Beyond imagining

By Thomas Gaulkin | April 20, 2018


“Beyond Imagining.” That’s the promotional tagline for The Day After, the apocalyptic 1983 movie that helped scare Ronald Reagan into reducing the US nuclear arsenal. The enormity of destruction from a nuclear bomb can be difficult to grasp, but science is now helping people understand the effects in ways that Hollywood can’t.

One of the Bulletin‘s most popular articles asks: “What would happen if an 800-kiloton nuclear warhead detonated above midtown Manhattan?” And you can now visualize the impact of nuclear blasts as easily as getting directions on Google Maps.

Most of these examples look at the big-picture of a nuclear explosion to represent the aftermath. But a story (and video) published by Science describes a new type of incredibly detailed simulation being used in conjunction with the US government’s National Preparation Scenario #1 (NPS1), which proposes a hypothetical nuclear attack near the White House in Washington D.C. The new simulation uses an “agent-based” model, which, like a nuclear powered version of The Sims videogame, relies on massive computing resources to predict the specific behavior of hundreds of thousands of imaginary city residents and workers—basically tracking how every single survivor might react to a bomb blast based on their particular backgrounds, relationships, and psychological profiles.

With equivalent detail for infrastructure like roads, cell towers, and hospitals, models like these can give planners extraordinary insight into the consequences of a nuclear attack. For instance, the new NPS1 simulations map the ways that setting up emergency cell service early enough during a crisis can radically change where people run—if someone can reach their family by phone, they might hide instead of risking radioactive fallout to find them.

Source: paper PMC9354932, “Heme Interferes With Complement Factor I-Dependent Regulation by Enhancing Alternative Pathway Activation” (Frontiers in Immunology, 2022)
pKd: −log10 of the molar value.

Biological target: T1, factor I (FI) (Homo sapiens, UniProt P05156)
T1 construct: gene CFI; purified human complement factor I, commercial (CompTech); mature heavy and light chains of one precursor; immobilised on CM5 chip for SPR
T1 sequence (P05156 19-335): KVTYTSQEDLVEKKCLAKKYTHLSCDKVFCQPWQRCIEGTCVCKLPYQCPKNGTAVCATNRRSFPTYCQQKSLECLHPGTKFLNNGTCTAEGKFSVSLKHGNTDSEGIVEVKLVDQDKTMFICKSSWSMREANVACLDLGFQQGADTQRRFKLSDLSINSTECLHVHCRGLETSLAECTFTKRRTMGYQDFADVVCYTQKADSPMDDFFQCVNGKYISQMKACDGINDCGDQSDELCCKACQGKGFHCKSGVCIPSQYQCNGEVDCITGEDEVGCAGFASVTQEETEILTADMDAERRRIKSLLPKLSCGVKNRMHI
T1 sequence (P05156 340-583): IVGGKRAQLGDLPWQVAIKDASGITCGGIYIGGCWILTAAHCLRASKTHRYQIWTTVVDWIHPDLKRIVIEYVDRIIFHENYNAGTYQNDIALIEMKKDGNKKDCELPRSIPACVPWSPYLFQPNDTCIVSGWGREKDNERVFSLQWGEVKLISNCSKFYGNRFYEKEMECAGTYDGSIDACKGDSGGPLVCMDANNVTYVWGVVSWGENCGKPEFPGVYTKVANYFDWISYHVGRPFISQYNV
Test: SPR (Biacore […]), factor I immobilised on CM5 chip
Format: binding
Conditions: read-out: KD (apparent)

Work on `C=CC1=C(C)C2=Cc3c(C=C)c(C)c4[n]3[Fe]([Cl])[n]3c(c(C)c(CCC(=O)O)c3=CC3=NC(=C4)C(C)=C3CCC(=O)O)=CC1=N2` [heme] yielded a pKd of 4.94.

For now, the models used in the NPS1 are primarily helping US government agencies coordinate emergency response, both to nuclear attacks and to other disasters like extreme weather and disease outbreaks. But, the researchers quoted in the Science story suggest, simulations like these may soon help individuals decide how to respond on their own, given their particular situation and needs. A version of an agent-based model might find its way onto your smartphone too someday, right next to your map app and your Sims game.

Publication Name: Science Magazine
To read what we're reading, click here

Together, we make the world safer.

The Bulletin elevates expert voices above the noise. But as an independent nonprofit organization, our operations depend on the support of readers like you. Help us continue to deliver quality journalism that holds leaders accountable. Your support of our work at any level is important. In return, we promise our coverage will be understandable, influential, vigilant, solution-oriented, and fair-minded. Together we can make a difference.

Get alerts about this thread
Notify of
Inline Feedbacks
View all comments